Stress is brought about by any form of physical or emotional stress on the body or mind.
Physical stress occurs when a change or a force acts on the body. Intense or cold heat, excessive work, wounds, malnutrition, exposure to poisons or drug use are examples of physical stress.
Emotional stress can result from fear, hatred, love, anger, tension, pain, joy, frustration and / or anxiety.
Physical and emotional stress can overlap, as in certain particular physical conditions such as pregnancy, adolescence and aging. During these periods the body’s metabolism is increased or decreased, affecting the body’s physical functions, which, in turn, affect the person’s psychological and emotional state.
A certain amount of stress is useful as a motivating factor (eustress), but when it occurs in excess or for wrong reasons, the effect can be harmful (distress).
The body’s metabolic reaction to both emotional stress and physical stress is the production of adrenaline, secreted by the adrenal glands. When released into the blood, this hormone prepares the body for action by increasing blood pressure and heartbeat and providing additional energy.
These reactions of the organism are useful when physical action is necessary, but in our modern civilization the reactions are necessarily contained and the body is forced to respond to stress by channeling the reactions within one of the organism’s systems, such as that digestive, circulatory or nervous system.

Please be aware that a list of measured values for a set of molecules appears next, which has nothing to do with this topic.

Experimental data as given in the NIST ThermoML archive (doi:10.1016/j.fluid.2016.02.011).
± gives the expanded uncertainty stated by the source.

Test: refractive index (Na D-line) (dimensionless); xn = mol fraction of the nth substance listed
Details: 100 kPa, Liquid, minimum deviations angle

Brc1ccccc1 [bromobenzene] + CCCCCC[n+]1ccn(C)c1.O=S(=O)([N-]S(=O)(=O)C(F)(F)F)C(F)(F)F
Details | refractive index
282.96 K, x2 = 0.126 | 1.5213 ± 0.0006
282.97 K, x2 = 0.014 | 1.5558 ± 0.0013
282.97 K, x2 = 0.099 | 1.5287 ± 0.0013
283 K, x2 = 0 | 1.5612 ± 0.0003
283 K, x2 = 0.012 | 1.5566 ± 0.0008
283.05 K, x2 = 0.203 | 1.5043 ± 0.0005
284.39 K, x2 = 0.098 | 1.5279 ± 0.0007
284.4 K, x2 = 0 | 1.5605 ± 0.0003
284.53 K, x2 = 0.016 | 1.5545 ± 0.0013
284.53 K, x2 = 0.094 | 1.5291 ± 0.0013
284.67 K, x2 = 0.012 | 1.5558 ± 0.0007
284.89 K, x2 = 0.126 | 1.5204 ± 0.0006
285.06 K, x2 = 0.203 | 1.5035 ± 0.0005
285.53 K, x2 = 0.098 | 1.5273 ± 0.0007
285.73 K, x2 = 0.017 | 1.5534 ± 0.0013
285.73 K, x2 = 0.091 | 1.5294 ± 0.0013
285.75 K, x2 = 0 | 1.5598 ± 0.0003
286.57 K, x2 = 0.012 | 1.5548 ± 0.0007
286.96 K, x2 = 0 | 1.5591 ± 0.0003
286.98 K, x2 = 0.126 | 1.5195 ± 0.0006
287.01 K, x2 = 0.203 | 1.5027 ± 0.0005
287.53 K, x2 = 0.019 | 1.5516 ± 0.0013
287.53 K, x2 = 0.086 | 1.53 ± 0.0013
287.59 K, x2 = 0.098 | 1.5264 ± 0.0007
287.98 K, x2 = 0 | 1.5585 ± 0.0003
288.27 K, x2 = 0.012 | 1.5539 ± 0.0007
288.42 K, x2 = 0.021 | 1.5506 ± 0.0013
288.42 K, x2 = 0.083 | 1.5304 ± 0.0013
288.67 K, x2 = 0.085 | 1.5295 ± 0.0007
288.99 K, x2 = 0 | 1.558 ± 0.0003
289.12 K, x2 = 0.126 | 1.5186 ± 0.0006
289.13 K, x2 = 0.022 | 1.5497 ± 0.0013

When this happens, the system reacts negatively and conditions such as ulcers, high blood pressure, back pain, arteriosclerosis, allergic reactions, asthma, fatigue and insomnia often develop.
Anxiety is responsible for the stress that affects many individuals. Anything that threatens a person’s body, his work, his loved ones, his values, can cause anxiety. If a person fails to deal with the situation, the body’s stress is increased, resulting in many of the stress-related disorders.
At this point a change in habits and lifestyle is needed to eliminate unnecessary tension and allow the body to resume normal functions.
The increase in adrenaline production that is manifested by stress increases the metabolism of proteins, fats, carbohydrates and instantly produces energy for immediate use by the body.
As a result of this increased metabolism there is also an increased excretion of proteins, potassium and phosphorus and a decrease in the calcium reserve.
Many stress-related disorders are not the direct result of the stress itself but the consequence of nutritional deficiencies caused by an increased metabolism rate during times of stress.
People who are under stress need to maintain a well-balanced nutritional diet, paying particular attention to the integration of those nutrients that can be damaged during stress.